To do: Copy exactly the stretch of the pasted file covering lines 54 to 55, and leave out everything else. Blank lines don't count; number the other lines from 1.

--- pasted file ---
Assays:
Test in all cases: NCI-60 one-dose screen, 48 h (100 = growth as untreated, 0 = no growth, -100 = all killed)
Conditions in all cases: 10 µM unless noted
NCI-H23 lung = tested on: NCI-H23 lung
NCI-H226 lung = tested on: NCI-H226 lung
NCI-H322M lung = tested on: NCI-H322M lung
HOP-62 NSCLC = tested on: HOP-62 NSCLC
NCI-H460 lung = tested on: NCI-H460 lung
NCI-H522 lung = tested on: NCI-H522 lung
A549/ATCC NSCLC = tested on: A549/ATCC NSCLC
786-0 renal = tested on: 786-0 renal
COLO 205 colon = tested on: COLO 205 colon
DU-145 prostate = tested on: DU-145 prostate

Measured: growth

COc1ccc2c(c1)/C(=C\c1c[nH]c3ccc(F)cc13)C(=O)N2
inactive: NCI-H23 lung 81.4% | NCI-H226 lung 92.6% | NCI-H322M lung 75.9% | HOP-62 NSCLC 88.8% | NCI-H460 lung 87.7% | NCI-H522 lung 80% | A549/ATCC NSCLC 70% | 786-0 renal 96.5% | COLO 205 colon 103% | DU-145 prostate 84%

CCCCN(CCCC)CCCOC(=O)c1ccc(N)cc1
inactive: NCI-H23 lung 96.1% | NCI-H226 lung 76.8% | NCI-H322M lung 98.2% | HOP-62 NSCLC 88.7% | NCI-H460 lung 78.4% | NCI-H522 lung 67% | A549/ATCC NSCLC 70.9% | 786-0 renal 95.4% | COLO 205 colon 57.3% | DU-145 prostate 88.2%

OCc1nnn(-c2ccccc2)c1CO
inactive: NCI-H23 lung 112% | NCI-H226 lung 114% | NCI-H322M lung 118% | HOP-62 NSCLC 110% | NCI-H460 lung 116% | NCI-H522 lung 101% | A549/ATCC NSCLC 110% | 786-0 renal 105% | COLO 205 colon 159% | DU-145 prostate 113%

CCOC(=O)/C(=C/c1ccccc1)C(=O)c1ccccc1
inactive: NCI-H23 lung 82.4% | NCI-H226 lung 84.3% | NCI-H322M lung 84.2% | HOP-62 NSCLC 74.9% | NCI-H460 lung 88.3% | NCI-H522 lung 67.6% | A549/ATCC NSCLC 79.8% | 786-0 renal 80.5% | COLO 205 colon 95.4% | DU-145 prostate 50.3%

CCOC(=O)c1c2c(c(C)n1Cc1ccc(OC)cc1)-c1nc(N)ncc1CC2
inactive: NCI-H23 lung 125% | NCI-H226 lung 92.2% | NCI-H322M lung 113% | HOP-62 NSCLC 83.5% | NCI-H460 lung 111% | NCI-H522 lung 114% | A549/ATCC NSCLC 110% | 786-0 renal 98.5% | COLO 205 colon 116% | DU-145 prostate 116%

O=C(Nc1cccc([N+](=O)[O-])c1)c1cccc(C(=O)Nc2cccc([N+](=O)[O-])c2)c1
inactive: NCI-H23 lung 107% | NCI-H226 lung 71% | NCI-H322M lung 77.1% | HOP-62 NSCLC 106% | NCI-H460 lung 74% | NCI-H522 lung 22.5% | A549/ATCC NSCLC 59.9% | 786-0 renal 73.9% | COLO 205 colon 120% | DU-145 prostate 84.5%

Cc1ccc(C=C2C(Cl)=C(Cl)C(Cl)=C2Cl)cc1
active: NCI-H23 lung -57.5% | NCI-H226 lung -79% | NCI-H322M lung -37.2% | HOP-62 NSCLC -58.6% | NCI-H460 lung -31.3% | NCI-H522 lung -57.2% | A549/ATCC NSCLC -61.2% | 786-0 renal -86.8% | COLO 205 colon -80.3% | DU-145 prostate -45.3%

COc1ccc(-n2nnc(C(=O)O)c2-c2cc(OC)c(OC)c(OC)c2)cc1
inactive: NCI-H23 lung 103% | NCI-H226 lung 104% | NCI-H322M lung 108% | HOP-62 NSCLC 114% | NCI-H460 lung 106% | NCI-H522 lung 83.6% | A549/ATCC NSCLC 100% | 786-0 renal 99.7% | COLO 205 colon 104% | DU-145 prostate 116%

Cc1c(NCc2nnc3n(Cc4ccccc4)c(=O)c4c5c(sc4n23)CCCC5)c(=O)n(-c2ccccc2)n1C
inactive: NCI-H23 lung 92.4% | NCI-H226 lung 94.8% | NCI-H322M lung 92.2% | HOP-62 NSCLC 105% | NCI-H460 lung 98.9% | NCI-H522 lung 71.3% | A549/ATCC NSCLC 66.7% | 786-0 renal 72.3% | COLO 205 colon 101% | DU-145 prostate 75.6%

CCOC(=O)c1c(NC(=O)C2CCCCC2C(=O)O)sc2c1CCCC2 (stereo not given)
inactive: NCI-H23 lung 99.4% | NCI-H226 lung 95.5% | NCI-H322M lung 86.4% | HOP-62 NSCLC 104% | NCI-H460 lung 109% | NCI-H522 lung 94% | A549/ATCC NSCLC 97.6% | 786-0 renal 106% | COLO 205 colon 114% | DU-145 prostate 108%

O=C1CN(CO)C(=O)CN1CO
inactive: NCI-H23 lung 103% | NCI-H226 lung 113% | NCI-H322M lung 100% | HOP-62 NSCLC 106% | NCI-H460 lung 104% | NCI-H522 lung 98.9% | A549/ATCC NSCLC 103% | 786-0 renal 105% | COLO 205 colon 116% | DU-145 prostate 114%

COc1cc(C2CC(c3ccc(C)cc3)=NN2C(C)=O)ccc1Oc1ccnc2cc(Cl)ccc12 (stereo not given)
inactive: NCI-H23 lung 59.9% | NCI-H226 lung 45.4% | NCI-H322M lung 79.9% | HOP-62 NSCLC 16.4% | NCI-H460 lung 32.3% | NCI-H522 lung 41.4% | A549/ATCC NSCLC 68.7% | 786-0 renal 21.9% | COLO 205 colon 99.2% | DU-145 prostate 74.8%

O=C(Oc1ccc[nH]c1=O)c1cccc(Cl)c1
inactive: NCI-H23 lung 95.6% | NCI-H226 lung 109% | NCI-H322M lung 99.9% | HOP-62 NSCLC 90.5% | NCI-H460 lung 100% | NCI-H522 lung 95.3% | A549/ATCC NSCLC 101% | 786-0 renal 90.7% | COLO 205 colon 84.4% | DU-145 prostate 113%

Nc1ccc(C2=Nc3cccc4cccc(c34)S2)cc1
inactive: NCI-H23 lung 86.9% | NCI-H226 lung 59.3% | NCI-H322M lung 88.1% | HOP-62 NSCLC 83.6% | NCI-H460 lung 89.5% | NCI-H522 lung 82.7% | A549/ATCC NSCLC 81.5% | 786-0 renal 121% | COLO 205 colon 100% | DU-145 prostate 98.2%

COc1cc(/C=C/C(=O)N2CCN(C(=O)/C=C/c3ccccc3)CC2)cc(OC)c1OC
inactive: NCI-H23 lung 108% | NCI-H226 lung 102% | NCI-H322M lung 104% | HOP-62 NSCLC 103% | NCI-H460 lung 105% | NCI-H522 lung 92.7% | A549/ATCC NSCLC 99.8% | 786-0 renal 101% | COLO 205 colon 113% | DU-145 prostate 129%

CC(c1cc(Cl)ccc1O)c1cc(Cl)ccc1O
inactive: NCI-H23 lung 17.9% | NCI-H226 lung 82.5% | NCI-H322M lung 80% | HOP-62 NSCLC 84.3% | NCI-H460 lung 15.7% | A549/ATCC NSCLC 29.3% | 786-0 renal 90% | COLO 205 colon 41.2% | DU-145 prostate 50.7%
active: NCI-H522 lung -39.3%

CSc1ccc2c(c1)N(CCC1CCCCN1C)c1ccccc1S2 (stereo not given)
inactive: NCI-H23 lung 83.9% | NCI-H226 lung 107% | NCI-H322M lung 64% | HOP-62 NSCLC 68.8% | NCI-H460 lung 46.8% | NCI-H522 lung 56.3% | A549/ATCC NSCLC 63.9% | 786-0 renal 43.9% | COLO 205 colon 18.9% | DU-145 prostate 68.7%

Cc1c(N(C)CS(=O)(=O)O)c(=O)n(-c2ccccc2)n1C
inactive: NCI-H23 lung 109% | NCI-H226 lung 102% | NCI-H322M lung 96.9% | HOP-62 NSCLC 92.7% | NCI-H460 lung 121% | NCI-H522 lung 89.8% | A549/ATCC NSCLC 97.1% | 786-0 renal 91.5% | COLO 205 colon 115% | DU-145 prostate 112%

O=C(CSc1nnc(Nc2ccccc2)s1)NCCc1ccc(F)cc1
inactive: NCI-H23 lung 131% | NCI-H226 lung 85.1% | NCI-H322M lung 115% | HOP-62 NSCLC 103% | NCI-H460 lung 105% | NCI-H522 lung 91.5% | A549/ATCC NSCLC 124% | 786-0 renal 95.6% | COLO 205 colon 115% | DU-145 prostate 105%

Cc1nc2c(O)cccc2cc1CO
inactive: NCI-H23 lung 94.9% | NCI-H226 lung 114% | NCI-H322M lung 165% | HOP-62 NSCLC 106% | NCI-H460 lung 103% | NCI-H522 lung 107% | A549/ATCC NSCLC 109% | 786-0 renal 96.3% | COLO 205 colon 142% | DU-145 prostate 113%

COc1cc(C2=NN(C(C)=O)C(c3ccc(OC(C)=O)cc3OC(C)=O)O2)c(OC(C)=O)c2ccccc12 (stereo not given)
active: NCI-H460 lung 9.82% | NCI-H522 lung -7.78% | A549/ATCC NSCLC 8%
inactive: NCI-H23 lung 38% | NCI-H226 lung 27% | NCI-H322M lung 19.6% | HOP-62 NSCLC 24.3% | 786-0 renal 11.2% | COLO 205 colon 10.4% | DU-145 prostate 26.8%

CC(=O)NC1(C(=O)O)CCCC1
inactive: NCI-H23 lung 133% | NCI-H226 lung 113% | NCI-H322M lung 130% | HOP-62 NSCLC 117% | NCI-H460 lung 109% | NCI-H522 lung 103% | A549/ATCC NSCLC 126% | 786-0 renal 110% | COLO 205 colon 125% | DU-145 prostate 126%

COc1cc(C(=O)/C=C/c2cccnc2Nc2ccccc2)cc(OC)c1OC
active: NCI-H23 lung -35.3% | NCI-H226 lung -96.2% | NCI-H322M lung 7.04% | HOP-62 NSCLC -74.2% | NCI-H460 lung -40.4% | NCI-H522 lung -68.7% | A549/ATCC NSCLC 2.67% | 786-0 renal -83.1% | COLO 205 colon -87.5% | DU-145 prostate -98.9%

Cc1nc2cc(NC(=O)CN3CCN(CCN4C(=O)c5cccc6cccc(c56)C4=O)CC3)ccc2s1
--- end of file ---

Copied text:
Cc1nc2c(O)cccc2cc1CO
inactive: NCI-H23 lung 94.9% | NCI-H226 lung 114% | NCI-H322M lung 165% | HOP-62 NSCLC 106% | NCI-H460 lung 103% | NCI-H522 lung 107% | A549/ATCC NSCLC 109% | 786-0 renal 96.3% | COLO 205 colon 142% | DU-145 prostate 113%